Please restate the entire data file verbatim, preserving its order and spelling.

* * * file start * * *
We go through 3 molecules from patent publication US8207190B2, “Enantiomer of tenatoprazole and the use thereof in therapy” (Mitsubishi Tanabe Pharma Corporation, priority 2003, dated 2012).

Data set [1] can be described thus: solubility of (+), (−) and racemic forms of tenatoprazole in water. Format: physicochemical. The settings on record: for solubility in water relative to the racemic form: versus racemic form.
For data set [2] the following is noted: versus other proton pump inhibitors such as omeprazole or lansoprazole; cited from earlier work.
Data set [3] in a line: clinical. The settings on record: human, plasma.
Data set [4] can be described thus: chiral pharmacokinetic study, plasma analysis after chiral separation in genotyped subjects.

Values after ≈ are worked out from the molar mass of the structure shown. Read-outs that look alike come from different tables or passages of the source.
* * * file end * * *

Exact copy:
We go through 3 molecules from patent publication US8207190B2, “Enantiomer of tenatoprazole and the use thereof in therapy” (Mitsubishi Tanabe Pharma Corporation, priority 2003, dated 2012).

Data set [1] can be described thus: solubility of (+), (−) and racemic forms of tenatoprazole in water. Format: physicochemical. The settings on record: for solubility in water relative to the racemic form: versus racemic form.
For data set [2] the following is noted: versus other proton pump inhibitors such as omeprazole or lansoprazole; cited from earlier work.
Data set [3] in a line: clinical. The settings on record: human, plasma.
Data set [4] can be described thus: chiral pharmacokinetic study, plasma analysis after chiral separation in genotyped subjects.

Values after ≈ are worked out from the molar mass of the structure shown. Read-outs that look alike come from different tables or passages of the source.